Around the Tracks
Carmakers across the globe saw initial signs of improvement in the second quarter, but the auto industry remains concerned about the prospects for a long term recovery as COVID-19 cases have continued to flare up.
As a result, several countries could find themselves implementing another lockdown, which would delay any economic recovery and undermine consumer confidence. Buying cars will be the last thing on the minds of many consumers affected by the pandemic-induced downturn.
Tesla's Market Cap Eclipses Largest U.S. Energy Companies, Global Automakers
The soaring share price for Tesla Inc., already the world's most valuable automaker, has pushed the electric-car maker's market capitalization above the combined value of the six largest U.S. energy companies.Read the Full Article
Carmakers' Q2 Losses Slimmer than Feared but Cost-Cutting Pressures Intensify
Carmakers' losses were less severe in the second quarter than analysts had feared, but the impact of the coronavirus pandemic has weakened smaller manufacturers' ability to keep up with their larger rivals' defensive pursuit of scale and efficiency.Read the Full Article
Registration is now live for S&P Global Ratings' Auto Industry Hot Topics Virtual Conference. This year's event will take place on Wednesday, October 14 in a virtual format.Register for the event
The COVID-19 pandemic has been a disruptive force that has dramatically changed the US transportation industry.
In four months, the precipitous decline in public transit ridership, air traffic, parking, toll road transactions, port container volumes, and overall mobility--up to 95% in some subsectors--has contributed to the current recession and the sharpest contraction in economic activity since World War II.
Most Private Auto Insurers Hold off on Additional Premium Credits for now
Emerging trends in claims frequency and driving patterns are giving a number of private auto insurers pause before they commit to additional policyholder credits.
Subsidiaries of at least 13 of Michigan's 15 largest private-passenger auto insurers at the group level exercised their option under a July 8 Department of Insurance and Financial Services order to submit actuarial justification as to why they believe additional refunds are not currently warranted.Read the Full Article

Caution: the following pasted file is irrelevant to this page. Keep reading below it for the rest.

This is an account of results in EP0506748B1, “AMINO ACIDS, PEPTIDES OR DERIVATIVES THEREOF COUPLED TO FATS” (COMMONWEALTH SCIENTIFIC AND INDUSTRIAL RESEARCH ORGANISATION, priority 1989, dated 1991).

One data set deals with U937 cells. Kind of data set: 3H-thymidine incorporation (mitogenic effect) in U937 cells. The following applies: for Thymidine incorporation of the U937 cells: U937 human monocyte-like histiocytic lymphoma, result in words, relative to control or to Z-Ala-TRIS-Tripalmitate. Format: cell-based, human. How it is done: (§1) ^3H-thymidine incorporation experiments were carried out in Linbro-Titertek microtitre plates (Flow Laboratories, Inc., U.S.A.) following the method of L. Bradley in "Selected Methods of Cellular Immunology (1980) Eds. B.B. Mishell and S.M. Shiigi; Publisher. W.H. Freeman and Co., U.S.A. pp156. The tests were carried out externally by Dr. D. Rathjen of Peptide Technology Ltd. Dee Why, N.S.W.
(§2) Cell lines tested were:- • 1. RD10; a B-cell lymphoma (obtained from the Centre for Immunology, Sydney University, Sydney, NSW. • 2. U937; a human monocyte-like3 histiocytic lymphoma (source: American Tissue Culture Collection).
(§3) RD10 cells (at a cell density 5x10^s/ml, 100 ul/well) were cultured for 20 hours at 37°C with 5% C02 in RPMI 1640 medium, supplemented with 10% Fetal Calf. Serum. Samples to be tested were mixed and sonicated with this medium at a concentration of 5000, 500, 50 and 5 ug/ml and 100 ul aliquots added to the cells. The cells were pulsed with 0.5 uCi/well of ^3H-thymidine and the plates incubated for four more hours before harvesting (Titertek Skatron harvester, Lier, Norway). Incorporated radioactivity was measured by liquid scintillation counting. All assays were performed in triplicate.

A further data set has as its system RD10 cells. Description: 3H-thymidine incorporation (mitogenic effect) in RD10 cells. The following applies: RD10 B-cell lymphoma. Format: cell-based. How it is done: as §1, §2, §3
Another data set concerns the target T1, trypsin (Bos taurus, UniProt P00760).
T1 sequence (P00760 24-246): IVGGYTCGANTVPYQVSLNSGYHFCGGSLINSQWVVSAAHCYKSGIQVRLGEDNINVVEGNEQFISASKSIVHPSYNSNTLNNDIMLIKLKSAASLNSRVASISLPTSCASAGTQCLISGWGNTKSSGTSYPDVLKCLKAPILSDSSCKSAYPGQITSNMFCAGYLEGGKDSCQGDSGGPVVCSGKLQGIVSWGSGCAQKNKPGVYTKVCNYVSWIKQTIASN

French tire manufacturer Michelin announced its half-year results July 27, and said it expects automotive and light truck tire demand to decline 15%-20% in 2020 as coronavirus looks set to continue to weigh on the global economy.
The company said in its earnings release that tire demand was "vulnerable to a high risk of a major recession" with the original equipment business set to experience bigger declines than replacement.
Volvo Drives on as U.S. Car, Light Truck Sales Suffer COVID-19 Hangover
U.S. sales of cars and light trucks appear to still be suffering the aftereffects of COVID-19.
Panjiva's analysis of official data shows that total sales of cars and light trucks produced in the U.S. and overseas fell by 23.3% year over year in June.Read the Full Article
UK businesses belonging to the UK Electric Fleets Coalition, have called on the government to target 100% electric car and van sales by 2030 as the next step in the UK's green recovery.
The coalition said July 15 it was recommending a comprehensive package of measures to boost the electric vehicle business case, stimulate EV manufacturing and strengthen the charging network.
VW Preparing For Mass-Scale EV Manufacturing: Roskill
VW to invets €1 billion in increasing JAC Volkswagen share from 50% to 75%.
Another €1.1 billion to be spent on 26% share in battery maker Guoxuan High-Tech Co.
Roskill says move shows VW's intention to grow EV presence inorganically in the highly competitive Chinese market.Read the Full Article
Auto loan delinquencies ticked up in the first quarter year over year and used car values plummeted in April before bouncing back in May. Whether charge-offs materialize will depend on the spread of COVID-19 and the ability of consumers to successfully navigate widespread forbearance programs.
Global Automakers' Finance Arms Brace for Impact from Coronavirus Crisis
In an earnings season not short of dire warnings across every sector about the escalating impact of the coronavirus pandemic, global automakers had their fair share of doom and gloom to offer.
Nissan is reportedly planning to lay off 20,000 employees in Europe and some emerging markets.Read the Full Article
Related Sector Impact
Petrochemical markets have been significantly affected by the challenges faced by the European automotive industry during the coronavirus pandemic.
Despite automotive plants resuming production and a steady increase in the number of car journeys, the recovery was expected to be slow.
The European Automobile Manufacturers Association (ACEA) has revised its 2020 forecast for passenger car registrations down to a fall of about 25%.
Of Cars and Cans: U.S. Aluminum and the Pandemic
The coronavirus pandemic has obliterated global metals demand as one of the main end uses, automotive applications, has seen major disruptions to the supply chain.Read the Full Article